Wednesday, December 3, 2014

Feldstein: Cheap Oil May Mean Regime Change for Foes of the U.S.

My favorite Keynesian economist, Martin Feldsein, writes:
The big losers from falling oil prices include several countries that are not friends of the U.S. and its allies, such as Venezuela, Iran and Russia. These countries are heavily dependent on their oil revenue to support their governments’ spending — especially massive transfer programs. Even at $75 or $80 a barrel, these governments will have a difficult time financing the populist programs that they need to maintain public support.

Although Saudi Arabia and several of the Gulf states are also major oil exporters, they differ from other producers in two important ways. First, their cost of extracting oil is extremely low, which means that they will be able to produce profitably at the current price — or even at a much lower price. Second, their enormous financial reserves allow them to finance their domestic and international activities for an extended period of time, as they seek to transform their economies to reduce their dependence on oil revenue.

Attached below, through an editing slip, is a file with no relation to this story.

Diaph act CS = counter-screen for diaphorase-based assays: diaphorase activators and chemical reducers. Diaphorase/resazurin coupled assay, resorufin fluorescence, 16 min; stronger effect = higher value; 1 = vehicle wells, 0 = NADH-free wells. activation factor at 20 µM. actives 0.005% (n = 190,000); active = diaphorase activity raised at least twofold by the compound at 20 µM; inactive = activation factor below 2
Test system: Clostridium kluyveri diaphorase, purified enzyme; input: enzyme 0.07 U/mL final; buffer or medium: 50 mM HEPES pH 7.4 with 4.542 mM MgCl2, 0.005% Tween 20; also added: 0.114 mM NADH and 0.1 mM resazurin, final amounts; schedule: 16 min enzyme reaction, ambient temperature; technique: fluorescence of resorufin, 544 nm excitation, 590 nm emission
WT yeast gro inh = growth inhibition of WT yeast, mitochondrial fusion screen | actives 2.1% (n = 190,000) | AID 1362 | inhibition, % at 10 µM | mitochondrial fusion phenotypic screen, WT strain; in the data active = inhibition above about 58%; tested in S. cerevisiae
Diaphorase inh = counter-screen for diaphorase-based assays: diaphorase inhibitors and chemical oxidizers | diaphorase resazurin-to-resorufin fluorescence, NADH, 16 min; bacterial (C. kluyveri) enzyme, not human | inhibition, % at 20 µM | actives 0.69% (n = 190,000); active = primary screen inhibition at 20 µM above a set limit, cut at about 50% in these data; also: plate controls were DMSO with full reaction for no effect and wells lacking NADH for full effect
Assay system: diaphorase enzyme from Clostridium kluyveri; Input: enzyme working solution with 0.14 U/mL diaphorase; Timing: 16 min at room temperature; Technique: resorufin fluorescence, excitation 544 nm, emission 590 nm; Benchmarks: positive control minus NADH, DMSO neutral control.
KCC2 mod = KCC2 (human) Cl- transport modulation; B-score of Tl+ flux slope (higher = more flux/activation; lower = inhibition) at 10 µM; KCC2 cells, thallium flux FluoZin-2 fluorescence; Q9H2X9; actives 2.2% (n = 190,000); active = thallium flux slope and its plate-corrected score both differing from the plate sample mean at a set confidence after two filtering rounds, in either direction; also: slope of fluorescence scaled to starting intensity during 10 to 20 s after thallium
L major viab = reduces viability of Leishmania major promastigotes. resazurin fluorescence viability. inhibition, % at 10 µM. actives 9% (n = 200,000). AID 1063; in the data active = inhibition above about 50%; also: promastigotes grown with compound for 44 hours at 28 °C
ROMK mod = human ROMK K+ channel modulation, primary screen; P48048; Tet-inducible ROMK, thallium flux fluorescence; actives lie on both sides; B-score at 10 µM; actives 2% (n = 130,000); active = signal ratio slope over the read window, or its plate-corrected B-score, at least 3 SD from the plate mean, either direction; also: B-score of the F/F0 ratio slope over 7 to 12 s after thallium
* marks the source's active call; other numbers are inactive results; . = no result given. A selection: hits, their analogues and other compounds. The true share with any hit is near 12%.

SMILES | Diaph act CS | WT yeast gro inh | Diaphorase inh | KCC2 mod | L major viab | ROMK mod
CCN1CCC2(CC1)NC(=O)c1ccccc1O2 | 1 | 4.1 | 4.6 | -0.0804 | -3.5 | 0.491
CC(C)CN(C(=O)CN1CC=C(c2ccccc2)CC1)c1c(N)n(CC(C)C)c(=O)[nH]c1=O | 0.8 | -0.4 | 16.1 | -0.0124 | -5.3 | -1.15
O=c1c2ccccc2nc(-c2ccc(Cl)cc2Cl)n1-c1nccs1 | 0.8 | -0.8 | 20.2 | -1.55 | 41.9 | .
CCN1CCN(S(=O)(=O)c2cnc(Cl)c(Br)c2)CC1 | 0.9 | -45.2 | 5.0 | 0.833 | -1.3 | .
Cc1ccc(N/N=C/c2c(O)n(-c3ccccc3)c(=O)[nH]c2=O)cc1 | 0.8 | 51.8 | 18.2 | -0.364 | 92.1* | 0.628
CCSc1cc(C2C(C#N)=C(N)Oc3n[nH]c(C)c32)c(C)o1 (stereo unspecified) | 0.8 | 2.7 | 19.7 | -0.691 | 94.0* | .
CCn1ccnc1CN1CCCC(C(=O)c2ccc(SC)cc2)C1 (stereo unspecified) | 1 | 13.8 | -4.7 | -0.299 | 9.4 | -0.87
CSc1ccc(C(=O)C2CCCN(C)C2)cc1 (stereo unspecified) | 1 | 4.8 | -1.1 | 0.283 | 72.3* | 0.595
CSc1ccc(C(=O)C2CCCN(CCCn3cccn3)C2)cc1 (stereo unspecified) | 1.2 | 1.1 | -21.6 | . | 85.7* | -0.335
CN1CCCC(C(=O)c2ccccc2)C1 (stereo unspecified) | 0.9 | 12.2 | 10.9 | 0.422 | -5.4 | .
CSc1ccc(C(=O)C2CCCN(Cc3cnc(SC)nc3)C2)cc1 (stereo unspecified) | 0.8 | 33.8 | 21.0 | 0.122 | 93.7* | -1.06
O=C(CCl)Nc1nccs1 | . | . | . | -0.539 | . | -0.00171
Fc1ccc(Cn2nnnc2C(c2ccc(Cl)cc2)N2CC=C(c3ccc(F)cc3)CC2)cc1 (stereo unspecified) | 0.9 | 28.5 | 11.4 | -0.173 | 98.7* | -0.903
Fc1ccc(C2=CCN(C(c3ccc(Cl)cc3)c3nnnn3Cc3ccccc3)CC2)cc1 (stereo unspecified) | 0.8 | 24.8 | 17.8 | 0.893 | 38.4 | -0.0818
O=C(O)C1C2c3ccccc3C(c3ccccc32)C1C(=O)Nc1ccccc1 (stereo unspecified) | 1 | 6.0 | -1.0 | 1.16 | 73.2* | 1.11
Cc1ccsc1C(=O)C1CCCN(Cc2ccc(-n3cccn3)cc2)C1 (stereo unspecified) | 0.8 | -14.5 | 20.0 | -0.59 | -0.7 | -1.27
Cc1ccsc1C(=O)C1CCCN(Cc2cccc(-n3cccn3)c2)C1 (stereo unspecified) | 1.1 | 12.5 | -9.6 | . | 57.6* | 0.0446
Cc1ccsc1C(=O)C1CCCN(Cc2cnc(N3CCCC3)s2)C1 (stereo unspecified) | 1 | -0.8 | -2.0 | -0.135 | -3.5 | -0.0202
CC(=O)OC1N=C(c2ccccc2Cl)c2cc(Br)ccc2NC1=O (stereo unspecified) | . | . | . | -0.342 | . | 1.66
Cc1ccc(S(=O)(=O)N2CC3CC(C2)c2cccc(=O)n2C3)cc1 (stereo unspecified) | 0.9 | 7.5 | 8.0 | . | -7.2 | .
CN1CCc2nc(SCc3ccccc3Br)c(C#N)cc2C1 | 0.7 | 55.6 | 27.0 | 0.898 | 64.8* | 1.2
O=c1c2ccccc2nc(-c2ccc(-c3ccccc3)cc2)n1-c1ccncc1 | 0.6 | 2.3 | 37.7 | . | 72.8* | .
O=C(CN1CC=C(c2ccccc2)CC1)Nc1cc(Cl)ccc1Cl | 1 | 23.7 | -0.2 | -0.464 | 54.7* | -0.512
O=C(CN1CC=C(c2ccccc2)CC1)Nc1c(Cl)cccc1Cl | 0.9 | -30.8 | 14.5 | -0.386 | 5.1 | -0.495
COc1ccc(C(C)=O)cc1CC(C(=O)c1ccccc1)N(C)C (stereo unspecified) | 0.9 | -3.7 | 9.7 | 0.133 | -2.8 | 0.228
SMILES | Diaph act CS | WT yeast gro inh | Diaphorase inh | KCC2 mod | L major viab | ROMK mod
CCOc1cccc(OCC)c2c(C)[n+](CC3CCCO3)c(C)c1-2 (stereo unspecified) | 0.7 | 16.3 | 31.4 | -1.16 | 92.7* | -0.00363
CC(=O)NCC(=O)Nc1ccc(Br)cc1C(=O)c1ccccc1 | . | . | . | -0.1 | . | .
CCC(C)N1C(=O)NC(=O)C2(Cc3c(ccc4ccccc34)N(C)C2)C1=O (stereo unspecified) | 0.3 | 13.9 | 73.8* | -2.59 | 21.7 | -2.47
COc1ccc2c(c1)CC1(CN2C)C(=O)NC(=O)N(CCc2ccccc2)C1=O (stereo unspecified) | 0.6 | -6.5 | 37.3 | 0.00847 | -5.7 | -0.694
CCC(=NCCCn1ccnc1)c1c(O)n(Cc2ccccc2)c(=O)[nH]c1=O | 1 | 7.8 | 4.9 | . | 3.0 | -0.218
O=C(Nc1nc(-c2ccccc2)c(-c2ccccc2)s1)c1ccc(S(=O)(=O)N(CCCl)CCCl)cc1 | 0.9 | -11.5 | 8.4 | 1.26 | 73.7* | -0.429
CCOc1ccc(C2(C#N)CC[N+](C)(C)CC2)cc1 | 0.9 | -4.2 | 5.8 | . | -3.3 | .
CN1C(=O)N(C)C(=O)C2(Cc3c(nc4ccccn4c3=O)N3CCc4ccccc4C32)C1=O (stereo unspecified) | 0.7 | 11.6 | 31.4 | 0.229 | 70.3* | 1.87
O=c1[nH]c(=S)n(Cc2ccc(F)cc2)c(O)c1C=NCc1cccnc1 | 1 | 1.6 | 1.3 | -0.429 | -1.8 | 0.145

A further decline in the price of oil could have major geopolitical repercussions. A price of $60 a barrel would create severe problems for Russia, in particular. President Vladimir Putin would no longer be able to maintain the transfer programs that currently sustain his popular support. There would be similar consequences in Iran and Venezuela.

It is not clear whether these countries’ current regimes could survive a substantial and sustained future decline in oil prices.


  1. Thats true but its also slams a knee to the nuts of bondholders of the North Dokata frackers on Wall Street. Canada, Norway and Britain(North Sea oil)

    1. True, but since when did the PTB give a shit about honest bondholders?
      Methinks this was manipulated.

  2. speaking of which,

    Data provided exclusively to Reuters on Tuesday by industry data firm Drilling Info Inc showed 4,520 new well permits were approved last month, down from 7,227 in October..

  3. The price of resisting the Federal Reserve/USG complex--of course its easier to blame populist socialism as a means of resistance. Amazing how they got the Saudi's in line...

  4. Yeah, we will see. Low oil prices may hurt Putin, but nothing like a fire-sale of Treasuries could hurt the U.S.

    Me, I think Putin and Russia survive just fine, and unintended (or intended: Bill Holter pieced together the rationale for the Chinese and Saudis working together to lower oil prices, at the expense of the U.S.) consequences may very well slam big banks and hedge funds and their derivatives bets and, ultimately, the corrupt U.S. government.